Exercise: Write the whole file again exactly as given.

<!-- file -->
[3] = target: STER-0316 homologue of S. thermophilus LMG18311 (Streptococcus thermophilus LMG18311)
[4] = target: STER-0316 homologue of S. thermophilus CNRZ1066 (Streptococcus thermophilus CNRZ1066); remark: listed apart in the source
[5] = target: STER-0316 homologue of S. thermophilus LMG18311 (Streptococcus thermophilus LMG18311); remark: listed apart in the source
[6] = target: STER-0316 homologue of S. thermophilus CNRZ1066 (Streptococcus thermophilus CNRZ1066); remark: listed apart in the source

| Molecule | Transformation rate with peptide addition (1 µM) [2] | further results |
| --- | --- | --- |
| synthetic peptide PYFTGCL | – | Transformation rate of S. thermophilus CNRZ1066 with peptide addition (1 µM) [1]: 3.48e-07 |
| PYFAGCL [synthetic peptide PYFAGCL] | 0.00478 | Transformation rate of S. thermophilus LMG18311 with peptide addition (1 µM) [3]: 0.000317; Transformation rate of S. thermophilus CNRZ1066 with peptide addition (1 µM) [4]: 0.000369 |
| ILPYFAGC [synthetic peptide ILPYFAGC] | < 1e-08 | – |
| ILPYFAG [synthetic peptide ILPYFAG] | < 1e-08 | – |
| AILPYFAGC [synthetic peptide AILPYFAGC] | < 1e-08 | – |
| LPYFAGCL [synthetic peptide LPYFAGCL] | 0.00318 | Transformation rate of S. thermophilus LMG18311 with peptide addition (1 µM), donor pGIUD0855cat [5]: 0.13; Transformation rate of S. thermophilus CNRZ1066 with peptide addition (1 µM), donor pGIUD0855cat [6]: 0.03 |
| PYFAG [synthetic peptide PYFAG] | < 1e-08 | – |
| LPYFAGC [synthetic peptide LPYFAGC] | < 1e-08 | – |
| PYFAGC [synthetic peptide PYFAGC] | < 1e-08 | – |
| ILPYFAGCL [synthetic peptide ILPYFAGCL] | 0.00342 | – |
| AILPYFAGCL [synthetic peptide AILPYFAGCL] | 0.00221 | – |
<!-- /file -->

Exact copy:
[3] = target: STER-0316 homologue of S. thermophilus LMG18311 (Streptococcus thermophilus LMG18311)
[4] = target: STER-0316 homologue of S. thermophilus CNRZ1066 (Streptococcus thermophilus CNRZ1066); remark: listed apart in the source
[5] = target: STER-0316 homologue of S. thermophilus LMG18311 (Streptococcus thermophilus LMG18311); remark: listed apart in the source
[6] = target: STER-0316 homologue of S. thermophilus CNRZ1066 (Streptococcus thermophilus CNRZ1066); remark: listed apart in the source

| Molecule | Transformation rate with peptide addition (1 µM) [2] | further results |
| --- | --- | --- |
| synthetic peptide PYFTGCL | – | Transformation rate of S. thermophilus CNRZ1066 with peptide addition (1 µM) [1]: 3.48e-07 |
| PYFAGCL [synthetic peptide PYFAGCL] | 0.00478 | Transformation rate of S. thermophilus LMG18311 with peptide addition (1 µM) [3]: 0.000317; Transformation rate of S. thermophilus CNRZ1066 with peptide addition (1 µM) [4]: 0.000369 |
| ILPYFAGC [synthetic peptide ILPYFAGC] | < 1e-08 | – |
| ILPYFAG [synthetic peptide ILPYFAG] | < 1e-08 | – |
| AILPYFAGC [synthetic peptide AILPYFAGC] | < 1e-08 | – |
| LPYFAGCL [synthetic peptide LPYFAGCL] | 0.00318 | Transformation rate of S. thermophilus LMG18311 with peptide addition (1 µM), donor pGIUD0855cat [5]: 0.13; Transformation rate of S. thermophilus CNRZ1066 with peptide addition (1 µM), donor pGIUD0855cat [6]: 0.03 |
| PYFAG [synthetic peptide PYFAG] | < 1e-08 | – |
| LPYFAGC [synthetic peptide LPYFAGC] | < 1e-08 | – |
| PYFAGC [synthetic peptide PYFAGC] | < 1e-08 | – |
| ILPYFAGCL [synthetic peptide ILPYFAGCL] | 0.00342 | – |
| AILPYFAGCL [synthetic peptide AILPYFAGCL] | 0.00221 | – |